Contribution to journal
publication status
published
subject
keywords
ENHANCED RAMAN-SCATTERING, VESICLES, LANUGINOSA LIPASE, SPECTROSCOPY, DYNAMICS, HYDROLYSIS
in
Materials Technology
volume
20
issue
1
pages
32 - 35
publisher
Matrice Technology Ltd
external identifiers
  • wos:000227766800010
  • scopus:17644411106
ISSN
1066-7857
language
English
LU publication?
yes
id
58509608-6216-4dad-b288-10fd2e38529e (old id 1417540)
date added to LUP
2009-06-12 09:06:43
date last changed
2017-01-01 05:12:13
@article{58509608-6216-4dad-b288-10fd2e38529e,
  abstract     = {<b>Abstract in Undetermined</b><br/><br>
Bearing in mind the potential and importance of enzymatic processes it is somewhat surprising that we are not yet able to fully exploit the possibilities that such processes offer. The main reason is that we do not know the mechanism on the molecular scale in terms of the interaction between the enzyme and the substrate or rather the assembly of substrate molecules (see Figure 1.). This is indeed an interfacial process on the molecular scale. Here we recall that the enzymes work at very low concentrations. Thus under relevant conditions the effect of this isolated enzyme molecule in terms of global properties, like interfacial tension, rheology and curvature, on the relatively large substrate interface is very limited or non-existing at all [1, 2]. It is well established that the local effects on the nanoscopic scale are very significant and understanding of their role in governing enzymatic processes is crucial for the progress of nano-science. Unfortunately, these local effects are not possible to be described and determined at the moment, since the relevant and required tools are not available.<br/><br>
Current high-resolution methods, such as x-ray crystallography and NMR, have provided a vast array of structural detail for biological molecules [3,4], yet the output of these methods are limited by their static molecular view and ensemble averaging. Recent advances in optical imaging and biomechanical techniques have demonstrated that it is possible to make observations on the dynamic behaviour of single molecules, to determine mechanisms of action at the level of an individual molecule, and to explore heterogeneity among different molecules within a population. These studies have the potential to provide fundamentally new information about biological processes and are critical for a better understanding of molecular movement, dynamics, and function. Single molecule methods provide an alternative set of approaches that will lead to a more direct view of the action of molecules without the need to infer process or function from static structures. The conformational dynamics of biomolecules is crucial to their biological functions. Recent advances in room-temperature single molecule fluorescence spectroscopy allow for real-time observations of conformational motions of individual bio-molecules [5-7], in particular those on the nanometer scale through fluorescence resonance energy transfer (FRET)[7,8]. Single molecule photo-induced electron transfer allows probing the distance between a donor and acceptor (within a protein [9]) on the Ångstrom scale. Structural information of individual proteins can also be obtained directly nowadays by using the surface enhanced resonance Raman scattering technique (SERRS) [10,11]},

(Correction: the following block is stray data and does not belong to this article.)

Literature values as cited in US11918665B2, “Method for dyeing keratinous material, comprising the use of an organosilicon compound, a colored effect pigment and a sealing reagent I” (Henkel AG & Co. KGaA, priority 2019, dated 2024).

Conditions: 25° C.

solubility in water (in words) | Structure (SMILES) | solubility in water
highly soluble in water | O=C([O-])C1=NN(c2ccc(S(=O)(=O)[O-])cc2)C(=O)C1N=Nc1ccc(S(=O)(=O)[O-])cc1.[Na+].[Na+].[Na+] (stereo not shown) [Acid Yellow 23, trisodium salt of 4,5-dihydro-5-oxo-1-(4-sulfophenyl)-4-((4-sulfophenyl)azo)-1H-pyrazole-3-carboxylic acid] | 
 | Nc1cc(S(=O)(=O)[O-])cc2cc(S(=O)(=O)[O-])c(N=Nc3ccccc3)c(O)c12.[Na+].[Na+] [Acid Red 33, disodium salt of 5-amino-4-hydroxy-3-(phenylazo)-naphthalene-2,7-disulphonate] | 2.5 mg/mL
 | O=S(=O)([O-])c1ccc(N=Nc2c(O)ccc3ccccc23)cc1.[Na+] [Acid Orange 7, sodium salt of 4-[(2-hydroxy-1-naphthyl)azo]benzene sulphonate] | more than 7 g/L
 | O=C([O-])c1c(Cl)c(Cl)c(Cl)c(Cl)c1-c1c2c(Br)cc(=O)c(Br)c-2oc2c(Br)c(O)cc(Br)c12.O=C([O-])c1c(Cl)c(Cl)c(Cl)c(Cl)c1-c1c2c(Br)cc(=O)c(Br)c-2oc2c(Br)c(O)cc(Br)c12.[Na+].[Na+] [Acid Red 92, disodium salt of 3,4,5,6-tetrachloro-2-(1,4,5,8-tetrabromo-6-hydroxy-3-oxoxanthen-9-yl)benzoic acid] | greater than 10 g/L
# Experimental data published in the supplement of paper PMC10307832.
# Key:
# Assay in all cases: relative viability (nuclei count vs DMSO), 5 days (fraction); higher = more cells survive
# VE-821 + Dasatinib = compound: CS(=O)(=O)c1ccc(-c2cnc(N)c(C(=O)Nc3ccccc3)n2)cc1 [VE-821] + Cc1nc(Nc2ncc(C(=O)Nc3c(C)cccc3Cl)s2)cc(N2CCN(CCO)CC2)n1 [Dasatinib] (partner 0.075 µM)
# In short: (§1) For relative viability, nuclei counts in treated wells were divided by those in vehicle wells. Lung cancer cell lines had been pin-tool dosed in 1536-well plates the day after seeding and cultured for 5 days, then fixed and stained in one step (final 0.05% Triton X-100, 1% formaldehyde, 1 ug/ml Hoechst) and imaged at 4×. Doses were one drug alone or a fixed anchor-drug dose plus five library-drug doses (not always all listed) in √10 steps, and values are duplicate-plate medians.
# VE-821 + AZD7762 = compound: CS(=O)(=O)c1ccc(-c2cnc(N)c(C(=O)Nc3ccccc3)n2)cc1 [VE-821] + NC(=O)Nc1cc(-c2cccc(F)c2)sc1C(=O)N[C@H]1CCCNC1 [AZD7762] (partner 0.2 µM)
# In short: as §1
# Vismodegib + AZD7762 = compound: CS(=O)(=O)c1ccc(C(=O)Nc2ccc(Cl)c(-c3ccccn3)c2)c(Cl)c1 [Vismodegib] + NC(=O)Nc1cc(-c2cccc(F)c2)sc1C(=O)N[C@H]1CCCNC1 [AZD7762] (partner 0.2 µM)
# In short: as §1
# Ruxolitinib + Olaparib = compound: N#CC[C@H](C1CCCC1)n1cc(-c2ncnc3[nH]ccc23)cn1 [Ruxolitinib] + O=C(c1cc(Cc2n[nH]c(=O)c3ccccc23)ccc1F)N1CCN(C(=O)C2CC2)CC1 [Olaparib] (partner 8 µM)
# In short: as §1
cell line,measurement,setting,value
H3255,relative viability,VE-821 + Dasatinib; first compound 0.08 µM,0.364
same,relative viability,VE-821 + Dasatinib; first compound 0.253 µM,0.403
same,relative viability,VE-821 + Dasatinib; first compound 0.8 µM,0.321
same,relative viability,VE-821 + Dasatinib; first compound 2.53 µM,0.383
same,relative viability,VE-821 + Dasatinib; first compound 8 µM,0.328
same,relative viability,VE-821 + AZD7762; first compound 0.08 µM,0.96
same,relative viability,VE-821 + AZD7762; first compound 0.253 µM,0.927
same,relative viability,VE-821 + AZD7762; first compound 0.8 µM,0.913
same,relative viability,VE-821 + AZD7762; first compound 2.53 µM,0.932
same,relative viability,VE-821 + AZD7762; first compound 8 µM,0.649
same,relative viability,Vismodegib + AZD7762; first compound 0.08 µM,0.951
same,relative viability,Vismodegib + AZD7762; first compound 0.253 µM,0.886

author       = {Nylander, Tommy},
  issn         = {1066-7857},
  keyword      = {ENHANCED RAMAN-SCATTERING,VESICLES,LANUGINOSA LIPASE,SPECTROSCOPY,DYNAMICS,HYDROLYSIS},
  language     = {eng},
  number       = {1},
  pages        = {32--35},
  publisher    = {Matrice Technology Ltd},
  series       = {Materials Technology},
  title        = {Self-reporting biological nano-systems to study and control bio-molecular mechanisms on the single molecule level (BIOSCOPE)},
  volume       = {20},
  year         = {2005},
}